Japanese preliminary Q4 2017 GDP growth figures will be made public on Tuesday at 2350 GMT. Economists expect the world’s third largest economy to post its eighth straight quarter of positive growth. A stronger-than-anticipated pace of growth could refuel market expectations for an exit from ultra-easy monetary policy by the Bank of Japan taking place sooner than earlier thought, boosting the yen versus other currencies.
Strong exports – foreign demand for Japanese products fueled by a recovering global economy – and domestic demand are prime contributors to the world’s third largest economy looking set to record its longest run of uninterrupted growth since a period between 1986-1989 when the economy grew for 12 consecutive quarters; though that period was linked to a bubble.
On an annualized and quarterly basis, the growth rate is projected to stand at 0.9% and 0.2% respectively, falling short of Q3’s respective figures of 2.5% and 0.6%. Analysts though, anticipate the expected slowdown to be non-persistent.
It is perhaps notable that capital expenditure is forecast to have increased for the fifth quarter in a row in Q4, supported by purchases of equipment to alleviate labor shortages as well as by robust demand from semiconductor makers. It is also perhaps interesting to mention that despite the anticipated strength in exports, forecasters project a trimmed-down trade surplus (exports minus imports) on the back of rising import costs from new-model smartphones and elevated oil prices.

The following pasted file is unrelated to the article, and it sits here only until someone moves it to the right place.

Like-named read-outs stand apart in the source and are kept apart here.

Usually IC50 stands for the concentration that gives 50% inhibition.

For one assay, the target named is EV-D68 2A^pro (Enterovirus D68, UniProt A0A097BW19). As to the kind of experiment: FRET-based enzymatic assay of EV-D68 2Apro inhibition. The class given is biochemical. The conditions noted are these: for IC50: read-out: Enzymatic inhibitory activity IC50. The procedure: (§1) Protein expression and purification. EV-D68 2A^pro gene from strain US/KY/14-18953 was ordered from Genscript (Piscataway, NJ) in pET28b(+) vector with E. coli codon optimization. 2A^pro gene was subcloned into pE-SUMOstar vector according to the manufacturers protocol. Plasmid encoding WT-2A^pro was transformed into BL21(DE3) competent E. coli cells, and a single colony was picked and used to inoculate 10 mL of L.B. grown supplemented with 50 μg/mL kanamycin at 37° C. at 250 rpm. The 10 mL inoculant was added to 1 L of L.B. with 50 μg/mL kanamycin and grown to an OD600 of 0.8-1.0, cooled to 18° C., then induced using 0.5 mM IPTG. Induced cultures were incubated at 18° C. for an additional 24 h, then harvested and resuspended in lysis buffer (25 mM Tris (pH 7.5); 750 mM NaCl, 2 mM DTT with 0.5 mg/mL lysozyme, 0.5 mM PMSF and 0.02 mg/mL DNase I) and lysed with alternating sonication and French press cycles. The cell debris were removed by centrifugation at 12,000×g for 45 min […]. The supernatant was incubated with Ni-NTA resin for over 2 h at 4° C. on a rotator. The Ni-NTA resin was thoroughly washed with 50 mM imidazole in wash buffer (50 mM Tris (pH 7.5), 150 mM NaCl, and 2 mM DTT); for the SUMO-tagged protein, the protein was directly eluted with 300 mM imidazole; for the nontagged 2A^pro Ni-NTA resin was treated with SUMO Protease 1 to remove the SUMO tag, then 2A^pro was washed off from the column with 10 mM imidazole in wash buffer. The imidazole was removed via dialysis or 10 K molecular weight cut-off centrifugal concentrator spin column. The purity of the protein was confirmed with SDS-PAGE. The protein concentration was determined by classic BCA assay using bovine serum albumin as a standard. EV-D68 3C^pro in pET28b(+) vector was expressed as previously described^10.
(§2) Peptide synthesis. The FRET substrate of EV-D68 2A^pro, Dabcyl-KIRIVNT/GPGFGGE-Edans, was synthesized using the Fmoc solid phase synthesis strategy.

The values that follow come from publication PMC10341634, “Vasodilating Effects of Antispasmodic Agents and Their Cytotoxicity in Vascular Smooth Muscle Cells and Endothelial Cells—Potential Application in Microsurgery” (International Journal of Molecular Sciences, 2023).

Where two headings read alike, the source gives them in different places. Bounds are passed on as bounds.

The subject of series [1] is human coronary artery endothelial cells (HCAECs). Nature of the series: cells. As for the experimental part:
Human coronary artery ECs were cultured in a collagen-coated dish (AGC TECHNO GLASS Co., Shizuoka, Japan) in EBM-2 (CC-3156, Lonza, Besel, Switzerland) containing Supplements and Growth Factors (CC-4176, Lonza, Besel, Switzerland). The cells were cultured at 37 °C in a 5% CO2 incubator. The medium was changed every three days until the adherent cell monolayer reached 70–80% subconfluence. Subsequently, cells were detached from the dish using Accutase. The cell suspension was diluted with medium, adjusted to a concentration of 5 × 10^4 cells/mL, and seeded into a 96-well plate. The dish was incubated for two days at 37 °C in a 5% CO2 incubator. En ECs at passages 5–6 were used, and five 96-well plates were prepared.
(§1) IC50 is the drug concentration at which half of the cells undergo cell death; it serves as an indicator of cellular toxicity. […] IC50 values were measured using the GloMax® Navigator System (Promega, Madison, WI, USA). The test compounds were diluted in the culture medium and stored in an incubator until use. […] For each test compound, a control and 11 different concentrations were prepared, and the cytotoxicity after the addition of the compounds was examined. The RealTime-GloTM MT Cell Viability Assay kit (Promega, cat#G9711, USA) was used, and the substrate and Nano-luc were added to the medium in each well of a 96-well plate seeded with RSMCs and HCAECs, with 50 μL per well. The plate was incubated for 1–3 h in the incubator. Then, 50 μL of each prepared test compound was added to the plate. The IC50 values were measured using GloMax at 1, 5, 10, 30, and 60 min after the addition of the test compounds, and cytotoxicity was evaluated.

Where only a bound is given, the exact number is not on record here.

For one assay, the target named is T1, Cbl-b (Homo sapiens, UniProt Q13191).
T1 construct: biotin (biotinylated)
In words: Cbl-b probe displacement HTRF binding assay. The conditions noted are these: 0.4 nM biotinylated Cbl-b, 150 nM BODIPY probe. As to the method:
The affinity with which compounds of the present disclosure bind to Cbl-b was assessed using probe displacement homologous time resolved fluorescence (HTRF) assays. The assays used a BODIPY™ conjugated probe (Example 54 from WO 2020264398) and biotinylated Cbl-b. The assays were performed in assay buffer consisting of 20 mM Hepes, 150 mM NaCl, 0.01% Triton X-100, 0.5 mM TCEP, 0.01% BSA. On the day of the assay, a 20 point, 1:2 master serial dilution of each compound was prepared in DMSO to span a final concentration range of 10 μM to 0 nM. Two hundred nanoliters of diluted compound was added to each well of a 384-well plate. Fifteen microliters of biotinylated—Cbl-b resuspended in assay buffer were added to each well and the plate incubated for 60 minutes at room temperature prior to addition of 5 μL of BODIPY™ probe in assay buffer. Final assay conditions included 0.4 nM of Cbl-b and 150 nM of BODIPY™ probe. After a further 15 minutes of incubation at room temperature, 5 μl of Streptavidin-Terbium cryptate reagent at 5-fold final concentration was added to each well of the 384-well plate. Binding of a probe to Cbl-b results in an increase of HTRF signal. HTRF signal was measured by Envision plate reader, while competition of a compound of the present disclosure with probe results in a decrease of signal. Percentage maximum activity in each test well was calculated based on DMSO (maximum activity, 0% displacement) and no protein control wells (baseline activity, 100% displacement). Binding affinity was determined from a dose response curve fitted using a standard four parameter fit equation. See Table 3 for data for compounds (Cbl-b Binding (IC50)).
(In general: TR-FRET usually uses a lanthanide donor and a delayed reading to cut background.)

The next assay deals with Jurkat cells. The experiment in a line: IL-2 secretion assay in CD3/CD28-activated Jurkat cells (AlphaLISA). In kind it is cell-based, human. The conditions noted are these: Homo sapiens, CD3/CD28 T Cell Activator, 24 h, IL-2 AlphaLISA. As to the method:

In case of a data beat, dollar/yen is likely to head lower. This would especially hold true if the upside surprise delivered is large enough to incentivize forex market participants to push their expectations for policy tightening by the BoJ sooner in time. In this scenario, support could come around the 15-month low of 107.31 that was recorded on September 8. Momentum is negative at the moment for the pair (which is trading at five-month low levels), with a downside violation of the September low having the capacity to challenge the 107 handle, a level that may be of psychological importance.
On the upside and in case of a data miss, the area around 108 could act as barrier to price advancing. The range around this point encapsulated a few bottoms in the past and could be of significance. Further above, major resistance might come around the 110 handle, this being an area of congestion in the past.
Factors that have the capacity to affect Japan’s economic outlook are market fluctuations that could for example lead to a notably stronger yen and render exports relatively less attractive, a considerable deceleration in the Chinese economy, and tensions or an outright confrontation with North Korea. It should be mentioned however that the risk of conflict with North Korea has significantly eased lately (it was considered extremely low even before), with North and South Korea displaying a level unity not experienced in years as the 2018 Winter Olympics are taking place in PyeongChang, South Korea – though the two are still separated by significant differences. It remains to be seen whether positive momentum will be maintained and extended in bilateral relations between North Korea and other countries, such as Japan.
The next big release out of Japan will be December’s machinery orders, scheduled for release on Wednesday at 2350 GMT. Those are seen falling on a monthly basis, though analysts anticipate the fall to be temporary in nature.